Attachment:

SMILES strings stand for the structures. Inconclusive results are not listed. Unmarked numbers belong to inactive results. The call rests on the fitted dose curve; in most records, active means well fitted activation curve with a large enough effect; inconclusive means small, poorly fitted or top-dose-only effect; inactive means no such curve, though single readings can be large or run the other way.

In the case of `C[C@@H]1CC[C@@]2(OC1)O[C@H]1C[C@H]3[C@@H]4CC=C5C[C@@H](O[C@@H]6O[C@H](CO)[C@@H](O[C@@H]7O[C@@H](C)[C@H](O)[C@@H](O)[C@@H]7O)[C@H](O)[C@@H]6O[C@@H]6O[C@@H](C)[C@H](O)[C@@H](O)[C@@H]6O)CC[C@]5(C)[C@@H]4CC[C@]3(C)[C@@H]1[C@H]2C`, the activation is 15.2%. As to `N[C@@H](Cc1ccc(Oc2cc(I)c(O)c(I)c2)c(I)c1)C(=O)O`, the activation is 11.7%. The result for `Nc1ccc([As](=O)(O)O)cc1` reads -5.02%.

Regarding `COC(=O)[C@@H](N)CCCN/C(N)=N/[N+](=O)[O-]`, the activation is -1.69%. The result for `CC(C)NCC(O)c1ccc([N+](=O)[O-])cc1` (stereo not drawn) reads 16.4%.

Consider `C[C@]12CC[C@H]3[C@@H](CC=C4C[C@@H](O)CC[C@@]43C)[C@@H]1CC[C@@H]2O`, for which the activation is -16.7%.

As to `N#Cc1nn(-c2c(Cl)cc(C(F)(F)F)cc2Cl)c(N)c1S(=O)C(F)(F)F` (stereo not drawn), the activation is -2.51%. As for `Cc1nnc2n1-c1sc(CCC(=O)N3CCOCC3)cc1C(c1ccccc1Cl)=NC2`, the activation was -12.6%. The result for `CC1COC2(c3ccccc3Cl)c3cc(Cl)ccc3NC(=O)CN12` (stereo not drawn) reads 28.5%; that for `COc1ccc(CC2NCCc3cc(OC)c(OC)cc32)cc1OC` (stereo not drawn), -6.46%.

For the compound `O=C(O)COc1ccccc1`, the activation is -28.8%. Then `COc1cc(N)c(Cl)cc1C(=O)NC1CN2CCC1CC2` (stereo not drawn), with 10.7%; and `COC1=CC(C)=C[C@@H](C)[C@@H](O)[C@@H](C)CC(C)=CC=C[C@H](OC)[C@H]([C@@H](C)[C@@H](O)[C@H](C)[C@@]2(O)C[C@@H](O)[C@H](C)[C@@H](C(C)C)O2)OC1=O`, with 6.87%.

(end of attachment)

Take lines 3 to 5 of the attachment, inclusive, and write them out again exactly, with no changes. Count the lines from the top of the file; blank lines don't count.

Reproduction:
Regarding `COC(=O)[C@@H](N)CCCN/C(N)=N/[N+](=O)[O-]`, the activation is -1.69%. The result for `CC(C)NCC(O)c1ccc([N+](=O)[O-])cc1` (stereo not drawn) reads 16.4%.

Consider `C[C@]12CC[C@H]3[C@@H](CC=C4C[C@@H](O)CC[C@@]43C)[C@@H]1CC[C@@H]2O`, for which the activation is -16.7%.

As to `N#Cc1nn(-c2c(Cl)cc(C(F)(F)F)cc2Cl)c(N)c1S(=O)C(F)(F)F` (stereo not drawn), the activation is -2.51%. As for `Cc1nnc2n1-c1sc(CCC(=O)N3CCOCC3)cc1C(c1ccccc1Cl)=NC2`, the activation was -12.6%. The result for `CC1COC2(c3ccccc3Cl)c3cc(Cl)ccc3NC(=O)CN12` (stereo not drawn) reads 28.5%; that for `COc1ccc(CC2NCCc3cc(OC)c(OC)cc32)cc1OC` (stereo not drawn), -6.46%.